Constitutional Economics and Public Institutions
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Constitutional Economics and Public Institutions

Edited by Francisco Cabrillo and Miguel A. Puchades-Navarro

This extensive book explores in detail a wide range of topics within the public choice and constitutional political economy tradition, providing a comprehensive overview of current work across the field.
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Chapter 14: Regulator preferences and lobbying efforts in rent-seeking contests

Juan D. Montoro-Pons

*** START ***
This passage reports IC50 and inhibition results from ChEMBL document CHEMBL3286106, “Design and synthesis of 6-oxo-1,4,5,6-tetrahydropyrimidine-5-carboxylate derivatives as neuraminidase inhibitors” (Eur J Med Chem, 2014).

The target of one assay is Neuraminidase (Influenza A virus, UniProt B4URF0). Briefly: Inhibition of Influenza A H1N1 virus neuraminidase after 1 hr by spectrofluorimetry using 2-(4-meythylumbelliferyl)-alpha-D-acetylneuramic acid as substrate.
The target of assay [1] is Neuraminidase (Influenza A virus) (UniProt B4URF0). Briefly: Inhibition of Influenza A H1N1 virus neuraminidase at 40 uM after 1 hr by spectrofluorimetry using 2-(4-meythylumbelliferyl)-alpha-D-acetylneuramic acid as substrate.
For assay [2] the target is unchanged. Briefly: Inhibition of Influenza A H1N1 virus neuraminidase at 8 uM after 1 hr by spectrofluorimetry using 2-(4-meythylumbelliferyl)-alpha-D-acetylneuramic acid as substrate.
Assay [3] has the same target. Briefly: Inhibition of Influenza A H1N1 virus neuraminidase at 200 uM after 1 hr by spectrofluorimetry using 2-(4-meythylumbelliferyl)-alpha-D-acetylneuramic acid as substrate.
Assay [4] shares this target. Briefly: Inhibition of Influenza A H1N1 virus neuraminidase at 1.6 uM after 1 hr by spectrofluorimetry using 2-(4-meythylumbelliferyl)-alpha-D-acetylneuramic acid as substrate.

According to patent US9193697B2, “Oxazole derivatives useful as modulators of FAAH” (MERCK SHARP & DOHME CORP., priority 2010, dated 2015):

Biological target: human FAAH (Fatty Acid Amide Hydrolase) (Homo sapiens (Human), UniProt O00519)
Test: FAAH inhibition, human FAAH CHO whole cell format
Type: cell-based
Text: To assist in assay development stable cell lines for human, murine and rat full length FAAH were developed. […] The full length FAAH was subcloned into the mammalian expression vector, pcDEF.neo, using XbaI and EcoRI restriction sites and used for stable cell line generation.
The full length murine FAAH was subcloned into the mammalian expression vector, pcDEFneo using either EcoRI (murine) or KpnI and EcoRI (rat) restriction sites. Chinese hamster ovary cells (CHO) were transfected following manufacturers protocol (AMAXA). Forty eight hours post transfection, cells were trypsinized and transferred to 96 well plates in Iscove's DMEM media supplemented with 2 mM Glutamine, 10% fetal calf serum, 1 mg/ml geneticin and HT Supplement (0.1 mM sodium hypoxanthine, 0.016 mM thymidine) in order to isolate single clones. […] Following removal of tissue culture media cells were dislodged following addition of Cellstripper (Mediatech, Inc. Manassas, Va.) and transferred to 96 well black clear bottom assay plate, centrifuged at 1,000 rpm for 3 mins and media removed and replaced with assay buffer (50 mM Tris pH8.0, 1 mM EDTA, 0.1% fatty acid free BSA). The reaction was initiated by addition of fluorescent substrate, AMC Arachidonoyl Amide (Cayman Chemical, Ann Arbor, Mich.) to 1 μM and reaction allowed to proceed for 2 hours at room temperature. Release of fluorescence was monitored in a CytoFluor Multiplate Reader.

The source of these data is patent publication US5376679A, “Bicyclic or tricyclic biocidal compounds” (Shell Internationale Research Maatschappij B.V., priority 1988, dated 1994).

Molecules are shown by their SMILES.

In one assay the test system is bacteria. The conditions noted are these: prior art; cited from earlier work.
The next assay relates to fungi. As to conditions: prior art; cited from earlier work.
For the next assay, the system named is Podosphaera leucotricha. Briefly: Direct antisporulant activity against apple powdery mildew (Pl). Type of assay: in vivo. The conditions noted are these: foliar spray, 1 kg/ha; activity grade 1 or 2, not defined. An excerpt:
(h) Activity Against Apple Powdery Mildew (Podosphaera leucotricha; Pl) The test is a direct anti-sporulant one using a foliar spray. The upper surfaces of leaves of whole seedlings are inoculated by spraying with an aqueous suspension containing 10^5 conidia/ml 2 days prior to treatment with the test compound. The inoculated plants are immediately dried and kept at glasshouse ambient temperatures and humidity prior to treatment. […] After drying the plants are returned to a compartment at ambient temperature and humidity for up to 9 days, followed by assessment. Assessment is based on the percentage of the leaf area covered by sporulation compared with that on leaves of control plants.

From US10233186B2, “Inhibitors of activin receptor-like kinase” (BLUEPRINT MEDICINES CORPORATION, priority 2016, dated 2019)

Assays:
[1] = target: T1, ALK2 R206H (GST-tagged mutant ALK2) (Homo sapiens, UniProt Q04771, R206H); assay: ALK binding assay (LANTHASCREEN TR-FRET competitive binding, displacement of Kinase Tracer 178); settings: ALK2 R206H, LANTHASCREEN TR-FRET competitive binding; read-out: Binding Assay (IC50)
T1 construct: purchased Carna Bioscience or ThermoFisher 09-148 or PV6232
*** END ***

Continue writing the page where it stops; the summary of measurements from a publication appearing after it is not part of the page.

Standard public choice analysis of the political allocation of resources among competing interest groups has generated a growing literature on rent-seeking. In a typical rent-seeking contest artificially created rents are allocated in the political market, and players compete for these, investing resources in a contest that resembles a lottery. In an imperfectly discriminating contest – as considered in this chapter – players devote efforts to increase the likelihood of obtaining rent. This leads to an inefficient allocation of resources, with the inefficiency measured as the overall amount of rent-seeking invested in by players. However, this insight ignores the mechanism by which rents are awarded. By assuming that only relative efforts alter the allocation of the rent, this rules out regulator preferences. These can, however, play a significant role. Some authors have incorporated ideology or political preferences into the analysis of lobbying, such as Martimort and Semenov (2007a, 2007b, 2008) from a theoretical standpoint, or McKay (2010) from an empirical one.

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